Each player has 4 action points to spend on his/her turn. (If you are playing the Experienced mode, then your specialization may grant you extra action points, or action points which can be used in specific situations.)
The game comes with handy Player Aid cards which tell you the costs of various actions.
Here’s a list:
- Move one space: 1 AP
- Move through a space that is on fire: 2 AP
- Carry a victim one space: 2AP
- Open or close a door: 1 AP
- Remove a smoke marker from the board: 1 AP
- Flip a fire marker from fire to smoke: 1 AP
- Remove a fire marker from the board: 2 AP
- Chop a wall: 2 AP (for each damage counter—a wall needs two damage counters before you can pass through)
- Drive a vehicle (experienced game): 2 AP per board side (so 4 AP to go to the opposite side of the board)
- Fire the Deck Gun (experienced game): 4 AP
Each turn, based on the layout of the fire and your specialization, you choose which course of action you want to take: fight the fire, attempt a rescue, dispose of hazardous materials, etc…
Up to four action points can be saved from one round to the next, so you don’t have to spend all your action points in a turn. The exception to this is extra action points granted by a Specialist Card. If you don’t use them during the turn, they are gone.
Spread The Fire:
When you have used all your action points, or chosen to save them, then you roll both the eight-sided and six-sided dice. The board is laid out to be eight spaces long by six spaces long. Use the dice roll to determine which space on the board the fire spreads to.
If that space is empty, you place a smoke marker in the space.
If the space already has smoke in it, then you flip over the token, making the smoke into fire.
If the space is already on fire, then you set off an explosion. This is where the excitement of playing a firefighter comes in.
An explosion spreads the fire to each adjacent space surrounding the explosion. If a space is empty, it’s now on fire. If a space is filled with smoke, it’s now on fire. If the space is already on fire, the shockwave of the explosion carries on in the same direction until it encounters an empty space, a smoke filled space, a closed door, or a wall. If the explosion encounters a closed door, it destroys it. If the explosion encounters a wall, you place a damage counter on it. If the wall has two counters, it is destroyed. Both fire and firefighters can move through destroyed walls. But remember that if all 24 damage markers are on the board, you lose.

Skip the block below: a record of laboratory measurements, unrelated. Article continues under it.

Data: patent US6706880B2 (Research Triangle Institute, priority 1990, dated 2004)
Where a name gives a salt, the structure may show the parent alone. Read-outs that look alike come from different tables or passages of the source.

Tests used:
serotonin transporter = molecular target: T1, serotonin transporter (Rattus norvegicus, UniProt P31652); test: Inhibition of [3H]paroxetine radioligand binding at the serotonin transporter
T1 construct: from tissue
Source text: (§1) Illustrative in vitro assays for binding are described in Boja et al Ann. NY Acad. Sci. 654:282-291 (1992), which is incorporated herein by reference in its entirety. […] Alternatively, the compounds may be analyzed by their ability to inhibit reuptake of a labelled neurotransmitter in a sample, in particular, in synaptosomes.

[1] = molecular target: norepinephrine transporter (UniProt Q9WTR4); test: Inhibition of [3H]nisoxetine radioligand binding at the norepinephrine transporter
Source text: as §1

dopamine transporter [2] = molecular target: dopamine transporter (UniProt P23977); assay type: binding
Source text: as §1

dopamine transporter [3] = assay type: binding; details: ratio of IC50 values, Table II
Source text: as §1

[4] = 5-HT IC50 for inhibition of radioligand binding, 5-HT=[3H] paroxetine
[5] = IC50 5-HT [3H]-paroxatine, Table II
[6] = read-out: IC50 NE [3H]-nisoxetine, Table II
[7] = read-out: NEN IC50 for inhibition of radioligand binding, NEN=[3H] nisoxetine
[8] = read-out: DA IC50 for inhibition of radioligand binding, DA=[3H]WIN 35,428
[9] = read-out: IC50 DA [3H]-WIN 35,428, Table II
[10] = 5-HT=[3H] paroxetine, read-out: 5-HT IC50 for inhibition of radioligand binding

The final thing you must do during this phase is check to see if there are any smoke markers adjacent to fire markers. If there are, the fire spreads. You must flip the smoke marker over, setting the space on fire. You continue to flip over any smoke markers that are adjacent to fire markers until there are no more smoke markers adjacent to fire markers on the board.
Make Sure There Are 3 POI Markers On The Board:
Again, your goal is to rescue seven victims from the burning house. Victims are represented by POI makers—small light blue disks with a question mark on one side and either a picture of a victim or a blank on the other side.
When you move into a space with a POI marker, you immediately turn it over to reveal if you’ve found a victim or nothing at all. The idea is that in the chaos of a smoke-filled burning house, it’s difficult to tell if that large shape on the bed is a person or just a piece of debris.
When you find a victim, you then have to get them outside of the house to safety. If you are playing the Family game, it’s enough to simply get the victim out of the house. But in the Experienced game, you have to get the victims into the ambulance. There is only one ambulance, and it costs Action Points to call it on the radio and get it to drive around the house to your position.